Why would I have a Temporary Filling?
Temporary fillings as the name suggests are not meant to last, in general they wear more quickly, can fracture and fall out if left for extended periods. This does depend somewhat on the type of temporary material used; certain temporary materials would be more accurately described as semi-permanent. If you have been given or told previously that you have a temporary filling in your mouth, you should try and see a dentist to get it replaced with a more permanent one. That is assuming that the temporary has served its purpose.
They may be needed in the following situations:
- Emergency appointment or insufficient time. If the dentist has squeezed you in as an emergency, they may not have enough time to place the final filling and so will place a temporary filling instead which will help take the pain away. This will need to be removed at the next visit and the tooth restored properly.
- In-between appointments. If the dentist is performing a root canal or doing internal bleaching on a tooth, then they need to put a filling in temporarily, so that they can remove it easily and quickly when you return. They cannot send you away with a large hole in your tooth or food and bacteria from saliva will get in and create problems. The temporary filling helps seal the tooth, while medicine or bleach is working inside and gives you back a surface to chew on.
- Questionable nerve. If the caries (decay) appears very close to your nerve, the dentist may be unsure whether the tooth is going to live and may place a sedative temporary filling to see if things settle down. Under these circumstances the tooth is bordering between reversible and irreversible pulpitis. If it settles, a final filling can be placed and if it doesn’t, an extraction or root canal treatment must be considered.
- Sensitive tooth. Some nerves following a filling become hyper sensitive (to cold, hot and sweet). If this doesn’t settle naturally, instead of replacing a new definitive filling straight away, the dentist may remove the filling and place a sedative temporary instead to allow the nerve to settle first.
- Restore aesthetics or bite. If you were to severely fracture a front tooth, most people would be unhappy to smile without something being done. The tooth may need a crown or veneer long term but as an immediate solution the tooth may be re-built in a white composite material. This is not a temporary material per se but is temporary, in that further treatment is planned on the tooth. Similarly a filling may be placed temporarily to help increase the bite to allow room for further work later.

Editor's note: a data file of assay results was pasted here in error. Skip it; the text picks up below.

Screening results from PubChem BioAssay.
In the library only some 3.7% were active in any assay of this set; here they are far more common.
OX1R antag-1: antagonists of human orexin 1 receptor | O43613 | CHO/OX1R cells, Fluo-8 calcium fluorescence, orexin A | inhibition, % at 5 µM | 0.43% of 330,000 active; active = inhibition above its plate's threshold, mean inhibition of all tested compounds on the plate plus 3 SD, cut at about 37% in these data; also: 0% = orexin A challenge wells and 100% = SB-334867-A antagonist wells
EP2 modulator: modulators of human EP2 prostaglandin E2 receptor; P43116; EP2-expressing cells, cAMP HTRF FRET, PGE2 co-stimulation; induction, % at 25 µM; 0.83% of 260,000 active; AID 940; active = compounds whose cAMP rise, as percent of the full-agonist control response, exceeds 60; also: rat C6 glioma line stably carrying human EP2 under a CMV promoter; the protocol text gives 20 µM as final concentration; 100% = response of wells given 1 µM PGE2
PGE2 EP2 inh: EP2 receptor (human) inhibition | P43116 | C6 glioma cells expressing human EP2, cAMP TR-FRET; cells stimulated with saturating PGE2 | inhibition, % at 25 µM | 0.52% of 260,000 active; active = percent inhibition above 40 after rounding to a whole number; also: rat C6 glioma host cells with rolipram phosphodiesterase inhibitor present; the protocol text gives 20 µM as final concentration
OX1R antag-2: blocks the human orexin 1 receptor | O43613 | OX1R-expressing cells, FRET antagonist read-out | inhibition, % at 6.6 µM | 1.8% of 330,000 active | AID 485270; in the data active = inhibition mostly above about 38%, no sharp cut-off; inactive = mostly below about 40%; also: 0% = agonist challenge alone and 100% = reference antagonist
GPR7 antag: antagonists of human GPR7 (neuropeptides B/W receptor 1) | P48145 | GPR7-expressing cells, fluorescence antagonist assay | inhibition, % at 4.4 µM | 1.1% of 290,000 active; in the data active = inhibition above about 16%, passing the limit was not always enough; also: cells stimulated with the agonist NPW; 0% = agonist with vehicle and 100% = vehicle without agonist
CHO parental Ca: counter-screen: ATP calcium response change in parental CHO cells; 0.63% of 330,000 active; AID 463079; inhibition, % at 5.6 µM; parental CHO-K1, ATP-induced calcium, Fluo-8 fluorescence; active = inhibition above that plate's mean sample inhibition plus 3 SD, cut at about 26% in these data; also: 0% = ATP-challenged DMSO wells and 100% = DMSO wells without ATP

What are Temporary Filling Materials?
There are various temporary fillings materials that are used in dentistry today. Temporary fillings must seal the tooth and be quick and easy to place and remove.
They can be chemical cured, meaning once mixed, a reaction takes place that causes them to harden, or when they come into contact with saliva.
Alternatively, they can be light-cured and set hard by shining the special blue dental light on them.
They often appear a different colour to the tooth- either very white, whitish grey or a different colour completely such as pink or blue. This helps identify the filling easily when it is being removed.
Most sedative dressings contain Eugenol, which is found in oil of cloves, this has a smoothing effect on the nerve of the tooth and is found in most over the counter toothache remedies.
Glass ionomer cements are used as a temporary restoration as they are strong and seal the tooth well, but also as a final restoration where aesthetics aren’t crucial in non-load bearing (out of your bite) situations. They can last many years and are considered permanent unless the dentist has told you that you need to come back to continue treatment. They are very useful in children’s teeth and patients with a high risk of decay.
Examples of temporary filling are:
– Zinc oxide Eugenol (ZOE)
– Fugi GIC cement (II, VII, IX)